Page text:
Undeniably a small number of developers have started to construct green buildings and some offices and apartments are called green buildings although they only include a number of green aspects, such as a green area that is more spacious than the area of the building, the air conditioning is no longer centralized and the water is recycled.

Unfortunately in Indonesia there is no building that is totally green to date, because until now no building has been certified as a green building.

The fact is there is no demand for green buildings yet. Moreover there is a misperception that
such environmentally friendly buildings are costly and not feasible business wise.

In developed countries the view point is totally different. Green buildings are not only supported and appreciated but have a high resale value.

Actually this trend is not limited to developed countries. In Mexico, India, China and Vietnam green buildings have already been constructed based on Leadership in Energy and Environmental Design (LEED), initiated by the Green Building Council of the United States.

Properties are enjoying positive growth worldwide, but the demand for green properties here in Indonesia is still at the discussion stage.

Indeed eco property was the main focus of the 61st World Congress of the International Real Estate Federation (FIABCI) in Bali from May 24 to May 28 this year. The congress titled “Save the World: Green Shoots for Sustainable Real Estate” was probably a turning point for all stakeholders in the property business to make a real contribution toward sustainable existence.

Although at present there is no real demand for green buildings it is possible that in three or four years multinational corporations that are concerned about the environment will demand buildings with green certificates.

Indeed there is also the impression that the government pays little attention to this matter as no regional administration or government has issued any related regulations although eco-property issues emerged five years ago.

Chairman of the Association of Housing Development in Indonesia (Apersi) Eddy Ganefo said that the central as well as the regional governments should actually be proactive in the formulation and application of regulations on eco property so that developers have proper guidance. “It has been very slow to date while many countries are already applying this concept to reduce global warming,” he told Koran Jakarta.

He said there should be sanctions as well as incentives like discounts in the permits and Land and Building tax discounts (PBB) and banks can lower their interest rates for home loans for such green buildings or apartments.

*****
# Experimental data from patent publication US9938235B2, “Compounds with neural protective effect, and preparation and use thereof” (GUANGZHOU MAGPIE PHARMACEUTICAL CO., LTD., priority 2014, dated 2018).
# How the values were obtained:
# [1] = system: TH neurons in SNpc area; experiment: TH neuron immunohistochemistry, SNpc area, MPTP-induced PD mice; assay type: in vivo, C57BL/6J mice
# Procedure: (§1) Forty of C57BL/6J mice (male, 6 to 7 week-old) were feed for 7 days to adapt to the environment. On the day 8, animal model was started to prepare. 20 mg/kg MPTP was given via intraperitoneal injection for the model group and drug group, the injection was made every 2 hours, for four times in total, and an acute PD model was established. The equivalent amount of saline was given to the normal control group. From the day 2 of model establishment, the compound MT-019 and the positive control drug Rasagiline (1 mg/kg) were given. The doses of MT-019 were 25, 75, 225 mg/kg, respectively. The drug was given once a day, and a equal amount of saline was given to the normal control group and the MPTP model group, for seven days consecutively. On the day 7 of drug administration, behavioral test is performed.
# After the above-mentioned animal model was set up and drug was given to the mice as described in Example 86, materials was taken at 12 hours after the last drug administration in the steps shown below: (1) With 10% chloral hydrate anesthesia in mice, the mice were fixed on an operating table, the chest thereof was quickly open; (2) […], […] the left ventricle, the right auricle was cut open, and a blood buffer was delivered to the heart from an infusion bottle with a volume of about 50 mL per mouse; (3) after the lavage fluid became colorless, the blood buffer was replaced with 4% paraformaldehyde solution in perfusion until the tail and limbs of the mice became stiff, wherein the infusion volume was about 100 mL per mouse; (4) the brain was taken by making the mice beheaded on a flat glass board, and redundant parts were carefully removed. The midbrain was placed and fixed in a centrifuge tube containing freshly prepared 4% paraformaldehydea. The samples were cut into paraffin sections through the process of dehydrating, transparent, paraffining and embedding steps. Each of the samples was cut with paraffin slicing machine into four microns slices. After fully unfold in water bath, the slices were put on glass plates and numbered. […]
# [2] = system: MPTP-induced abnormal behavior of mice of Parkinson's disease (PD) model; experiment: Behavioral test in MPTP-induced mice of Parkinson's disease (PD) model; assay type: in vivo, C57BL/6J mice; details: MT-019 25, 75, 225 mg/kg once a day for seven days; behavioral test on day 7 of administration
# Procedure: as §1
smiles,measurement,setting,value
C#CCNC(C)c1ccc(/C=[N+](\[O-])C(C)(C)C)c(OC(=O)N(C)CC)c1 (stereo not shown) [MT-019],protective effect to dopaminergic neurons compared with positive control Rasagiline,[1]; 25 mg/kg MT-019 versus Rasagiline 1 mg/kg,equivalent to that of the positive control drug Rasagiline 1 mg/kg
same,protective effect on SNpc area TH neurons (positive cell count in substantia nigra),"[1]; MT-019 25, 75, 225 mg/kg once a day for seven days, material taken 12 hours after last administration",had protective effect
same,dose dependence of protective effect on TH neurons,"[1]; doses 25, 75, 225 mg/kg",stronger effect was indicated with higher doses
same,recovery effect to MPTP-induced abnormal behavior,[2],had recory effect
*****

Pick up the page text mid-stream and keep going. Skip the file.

Eddy said that the incentives were important because green properties are huge investments so developers can be persuaded to implement this concept by reducing their production costs.

As a matter of fact basically developers welcome the concept of green buildings, while at the same time many things have to be prepared, such as guidelines, equipment and other related standards. GCBI is expected to disseminate information on the green building concept. But most importantly green buildings are not only the responsibility of developers but all of us to preserve mother earth.

Environmentally Friendly, Energy saving

What is delightful about green property is the energy saving building design, for example aerodynamic skyscrapers that are stable in the face of wind pressure and the use of filters to absorb sunlight to save on electricity and air conditioner use.

The recycle, reuse and reinvest technology also saves energy. Some of the criteria of environment friendly property is they should save energy, use clean water and process waste, have quality air and atmosphere and energy management.

Today there are many eco friendly products available, for example Dulux.

The go green trend is also widespread in the paint industry. Using Solar Reflectivity Technology, Dulux Weathershield Keep Cool can reduce the absorption of sunlight so that the temperature of the walls inside the building is reduced by 5 degrees Centigrade hence saving a 15 percent saving on electricity is possible per year.

This high quality paint is committed to being a green product. Currently almost all Dulux products have been given the Singapore Green Label certificate to indicate that they are environmentally friendly.

Heat from the sun and rain can damage exterior walls; fungi can grow on the walls and the color can fade. To solve this problem Akzonobel Paints has come up with Dulux Weathershield Max and Pro.

Both paints have Triple Protect formula and contain 100 percent Acrylic Latex which is elastic. The paints can close thin and small cracks so that water does not go inside.

Latex protects the wall from the heat and weather. Latex is made from rubber and is very elastic. One can easily clean any stain on it. It is also combined with Acrylic or Polyvinyl.

Dulux Weathershield is based on Elastoshield technology that covers cracks and prevents dampness or the growth of fungi. Color Lock inside Dulux Weathershield Max can protect walls from ultra violet rays.

Yes, indeed global warming has made almost everyone concerned about the preservation of the


Wednesday, November 17, 2010

Telkomsel Dials Up Drive for Cellphone Money-Transfer Service

Editors Note: I wish before Telkomsel launches any new services they would make sure that their current services are working well. My friends and I who have Telkomsel Kartu Halu sim cards have been experiencing terrible service for over 6 mths. now.
We are sure that it is because of over subscribing to the users and not keeping the size & quality of equipment at par for the amount of new users they have .

Complaints fall on ignorant ears with the attitude of a a monopoly that doesn't care about their service.